She has created a user-friendly resource that enables teachers to introduce the subject of Climate Change in their courses in a clear and simple way using interesting lesson plans.
"Most teachers are so busy, it's difficult to bring in something new," says Nadeau in explaining the reason why she wrote the book. "What I've done is create a teacher-friendly set of lessons that addresses every part of the secondary school curriculum in biology, chemistry and physics."
In 2006, Nadeau began her journey in the field aboard the icebreaker Amundsen by participating in a trip to the Arctic with Schools on Board, an educational outreach program provided by the polar environmental group ArcticNet.
While on the trip, Nadeau facilitated a group of students through a series of experiments and lectures teaching the principles of climate change and highlighting the ability of individuals to make personal changes that would have a positive impact on the climate.
Nadeau took up this challenge and began a campaign to install climate change education in high school curricula.
In 2010, Nadeau was invited to participate in the IPY (International Polar Year) conference in Oslo, Norway where she unveiled a local, provincial, and national curriculum action plan, called "Operation Snowball" which is aimed at increasing climate change awareness in the classroom.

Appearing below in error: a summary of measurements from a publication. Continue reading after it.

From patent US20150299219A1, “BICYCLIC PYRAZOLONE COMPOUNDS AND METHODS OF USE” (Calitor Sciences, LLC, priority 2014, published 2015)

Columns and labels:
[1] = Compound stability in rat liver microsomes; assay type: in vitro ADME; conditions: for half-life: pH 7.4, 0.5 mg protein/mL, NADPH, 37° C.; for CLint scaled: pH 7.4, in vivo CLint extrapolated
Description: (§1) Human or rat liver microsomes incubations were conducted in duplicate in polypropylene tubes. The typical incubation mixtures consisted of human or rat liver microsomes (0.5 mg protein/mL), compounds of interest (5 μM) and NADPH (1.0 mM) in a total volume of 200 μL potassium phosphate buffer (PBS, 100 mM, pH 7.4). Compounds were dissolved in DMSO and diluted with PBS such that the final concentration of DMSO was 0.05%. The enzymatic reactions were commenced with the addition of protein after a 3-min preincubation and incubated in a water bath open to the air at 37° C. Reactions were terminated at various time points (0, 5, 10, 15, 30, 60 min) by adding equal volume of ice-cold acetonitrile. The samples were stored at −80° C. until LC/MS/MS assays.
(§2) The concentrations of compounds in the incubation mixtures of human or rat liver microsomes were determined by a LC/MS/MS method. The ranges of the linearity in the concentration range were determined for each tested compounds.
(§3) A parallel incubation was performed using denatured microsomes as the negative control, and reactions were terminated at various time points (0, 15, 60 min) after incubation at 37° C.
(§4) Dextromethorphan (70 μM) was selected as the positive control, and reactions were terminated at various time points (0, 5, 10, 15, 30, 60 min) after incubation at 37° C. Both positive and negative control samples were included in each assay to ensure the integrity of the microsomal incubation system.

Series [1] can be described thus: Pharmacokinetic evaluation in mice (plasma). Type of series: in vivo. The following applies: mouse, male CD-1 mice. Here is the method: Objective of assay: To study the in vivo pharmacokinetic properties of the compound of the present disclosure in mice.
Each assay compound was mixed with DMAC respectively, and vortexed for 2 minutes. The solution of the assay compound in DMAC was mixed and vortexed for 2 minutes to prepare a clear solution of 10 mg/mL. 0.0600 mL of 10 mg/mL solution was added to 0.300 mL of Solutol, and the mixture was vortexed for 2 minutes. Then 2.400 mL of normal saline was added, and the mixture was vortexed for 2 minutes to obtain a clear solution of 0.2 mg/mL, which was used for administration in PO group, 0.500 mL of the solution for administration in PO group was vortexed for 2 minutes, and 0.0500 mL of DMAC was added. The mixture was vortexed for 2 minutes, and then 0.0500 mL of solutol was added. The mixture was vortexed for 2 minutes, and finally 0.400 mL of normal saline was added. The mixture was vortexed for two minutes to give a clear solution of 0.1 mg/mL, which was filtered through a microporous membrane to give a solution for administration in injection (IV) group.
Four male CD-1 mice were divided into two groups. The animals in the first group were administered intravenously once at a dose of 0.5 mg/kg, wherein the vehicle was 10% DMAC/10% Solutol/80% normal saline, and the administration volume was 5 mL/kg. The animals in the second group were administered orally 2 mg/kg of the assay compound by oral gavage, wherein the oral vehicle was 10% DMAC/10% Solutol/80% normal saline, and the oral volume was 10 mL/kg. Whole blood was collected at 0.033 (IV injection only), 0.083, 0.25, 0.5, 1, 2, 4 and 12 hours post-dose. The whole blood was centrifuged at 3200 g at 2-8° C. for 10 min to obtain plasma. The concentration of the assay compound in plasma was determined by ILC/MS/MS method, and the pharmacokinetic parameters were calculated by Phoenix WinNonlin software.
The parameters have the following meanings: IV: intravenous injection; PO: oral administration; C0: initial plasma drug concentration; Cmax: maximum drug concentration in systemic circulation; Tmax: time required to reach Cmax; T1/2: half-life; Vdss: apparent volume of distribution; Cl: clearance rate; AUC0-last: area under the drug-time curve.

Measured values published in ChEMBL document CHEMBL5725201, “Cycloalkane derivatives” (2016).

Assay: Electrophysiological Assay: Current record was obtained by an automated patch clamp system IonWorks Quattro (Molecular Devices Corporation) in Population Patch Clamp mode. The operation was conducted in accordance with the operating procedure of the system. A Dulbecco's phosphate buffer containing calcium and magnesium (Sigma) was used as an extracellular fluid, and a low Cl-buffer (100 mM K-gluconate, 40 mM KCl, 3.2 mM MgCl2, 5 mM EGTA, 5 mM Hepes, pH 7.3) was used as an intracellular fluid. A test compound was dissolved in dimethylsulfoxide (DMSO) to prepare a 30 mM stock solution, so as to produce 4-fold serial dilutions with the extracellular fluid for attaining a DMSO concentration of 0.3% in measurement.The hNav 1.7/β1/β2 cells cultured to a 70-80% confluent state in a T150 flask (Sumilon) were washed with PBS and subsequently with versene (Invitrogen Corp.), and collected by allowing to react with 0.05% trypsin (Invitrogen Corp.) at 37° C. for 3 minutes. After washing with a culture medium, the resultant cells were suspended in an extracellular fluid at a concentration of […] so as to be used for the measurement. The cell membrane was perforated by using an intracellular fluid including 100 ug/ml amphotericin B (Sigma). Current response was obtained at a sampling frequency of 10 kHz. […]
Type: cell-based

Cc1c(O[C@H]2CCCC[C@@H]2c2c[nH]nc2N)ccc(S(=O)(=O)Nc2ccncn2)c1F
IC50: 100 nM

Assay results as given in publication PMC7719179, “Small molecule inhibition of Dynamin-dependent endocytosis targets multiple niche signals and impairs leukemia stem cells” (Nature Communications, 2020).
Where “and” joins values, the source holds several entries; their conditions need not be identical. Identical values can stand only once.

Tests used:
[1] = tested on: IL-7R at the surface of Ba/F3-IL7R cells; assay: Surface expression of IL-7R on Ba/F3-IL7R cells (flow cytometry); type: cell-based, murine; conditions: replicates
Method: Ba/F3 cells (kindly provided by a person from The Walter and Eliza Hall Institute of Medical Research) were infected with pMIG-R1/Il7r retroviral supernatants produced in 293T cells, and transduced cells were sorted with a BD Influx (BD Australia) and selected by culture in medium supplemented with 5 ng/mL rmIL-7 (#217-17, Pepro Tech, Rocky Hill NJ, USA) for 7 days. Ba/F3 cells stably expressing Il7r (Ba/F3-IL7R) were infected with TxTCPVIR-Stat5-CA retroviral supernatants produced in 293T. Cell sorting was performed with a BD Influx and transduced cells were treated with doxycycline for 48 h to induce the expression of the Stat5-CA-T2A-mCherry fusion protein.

This past spring, she participates in the final IPY conference in Montréal where she presented her newly-published book, <@Ri>Climate Change at Earth's Poles: 50 Research-Based Lessons for Biology, Chemistry and Physics.<@$p>
One of Nadeau's biggest supporters is Ottawa-Orléans MPP Phil McNeely who has been championing the subject of Climate Change since he was elected, she explains.
"I think what Janet has done is wonderful," said McNeely. "Teachers need the proper tools to teach about Climate Change effectively and her book does just that. I'm not surprised it was a huge hit in Montreal."
In 2008, the province of Ontario announced that the environment and environmental issues would be incorporated in secondary school curriculum at every level. Awareness of Climate Change issues among today's youth is also at an all-time high.
"Students soak up this stuff like sponges," says Nadeau. "If you present them something they can get excited about and give them the proper tools, they'll blossom. They just need inspiration from their teacher and an idea, and pow! They're off."
The book generated interest among the many educators and scientists at the conference from around the globe, selling over 50 copies. Nadeau is currently working on her website which will allow visitors to purchase the book online.
Nadeau plans to use profits from the sale of the book to have it translated into French. She also plans to market the book to the local school boards during the coming school year.